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Third party monitoring

  1. Jul 17, 2012 #1

    Is it possible for somebody to monitor the activity on your computer using third party software?
    I have a friend who knows a lot of stuff about whats on my laptop (a macbook) that he has no way of knowing about.

    I feel like he's hinting me about it. I showed him a picture once that I took from a guy's website (I sent him the link) and he asked if I got that photo from my desktop (I did have it on my laptop, but I didn't share him the photo through my computer, I sent him a link from a website.) He also once said "my watch is big." He doesn't even own a watch from what I remember. I interpreted "watch" as it relates to sight.

    Is it possible that he has access to my files or am I just being insecure and paranoid? If he does have access to my files, are there any ways I can get his nose out of my laptop?

  2. jcsd
  3. Jul 17, 2012 #2


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    Gold Member

    Yes, it is quite possible, though unlikely.

    He could have installed something on your system when you weren't looking...
    He could have guessed the password on your wireless network....

    How to stop it depends on how he got access.

    But so far, your comments about what he seems to know about your laptop don't really raise any alarm bells for me.
  4. Jul 17, 2012 #3


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    Science Advisor

    If your OS is Windows, then get a firewall and see what traffic is going in and out of your system. Check for system services and make sure there is nothing fishy running in the background. Check for any executables that are running in the background that are suspicious.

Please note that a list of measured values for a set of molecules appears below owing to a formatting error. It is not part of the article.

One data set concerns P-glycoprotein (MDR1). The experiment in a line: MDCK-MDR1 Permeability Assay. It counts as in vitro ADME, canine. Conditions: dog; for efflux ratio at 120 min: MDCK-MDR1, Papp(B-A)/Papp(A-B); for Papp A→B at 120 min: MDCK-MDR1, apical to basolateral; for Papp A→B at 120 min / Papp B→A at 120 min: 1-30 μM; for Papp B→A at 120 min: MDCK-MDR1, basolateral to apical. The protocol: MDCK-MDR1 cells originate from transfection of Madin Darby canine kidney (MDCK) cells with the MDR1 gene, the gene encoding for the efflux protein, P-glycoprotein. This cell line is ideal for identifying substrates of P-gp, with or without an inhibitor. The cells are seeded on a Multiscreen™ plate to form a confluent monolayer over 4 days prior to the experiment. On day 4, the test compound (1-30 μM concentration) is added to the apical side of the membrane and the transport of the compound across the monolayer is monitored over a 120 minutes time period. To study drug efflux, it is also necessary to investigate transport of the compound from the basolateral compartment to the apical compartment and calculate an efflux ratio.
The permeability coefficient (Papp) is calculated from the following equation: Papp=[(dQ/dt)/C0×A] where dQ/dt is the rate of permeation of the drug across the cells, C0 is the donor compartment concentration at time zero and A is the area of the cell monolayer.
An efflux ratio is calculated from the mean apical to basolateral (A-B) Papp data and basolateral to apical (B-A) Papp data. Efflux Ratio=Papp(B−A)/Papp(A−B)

If it's a stuxnet type thing, check your device drivers that are running (probably very unlikely of course).

    The thing is that computers work on what they are programmed to do. If data is going in and out, your network traffic will indicate that. Turn off all the stuff that could be used in the wrong way, and make sure you know what you are doing if this is the case: don't do it if you don't know what you are doing because you could screw it up.

    Also change your password and make sure crap like Remote Control for your PC is off as well. Check for other accounts on your PC besides your own login and get rid of them if they exist: (if a suspicious one exists, you know something is up).
  5. Jul 19, 2012 #4
    I question your definition of friend.

    If a machine truly is infected, the only sure way is to format and reinstall, unless you are absolutely sure you know you are doing. Once you get admin access on a machine, you can install anything, even software that can hide from firewalls and security software. Most stuff isn't that good, but you can never tell.

    I define "absolutely sure" at minimum that you read memory dumps and stack traces and you can use a disassembler. In other words, if you are asking, then you format and reinstall. Morally, I feel that giving you any other advice would be wrong.

    However, he's *probably* just pranking you.
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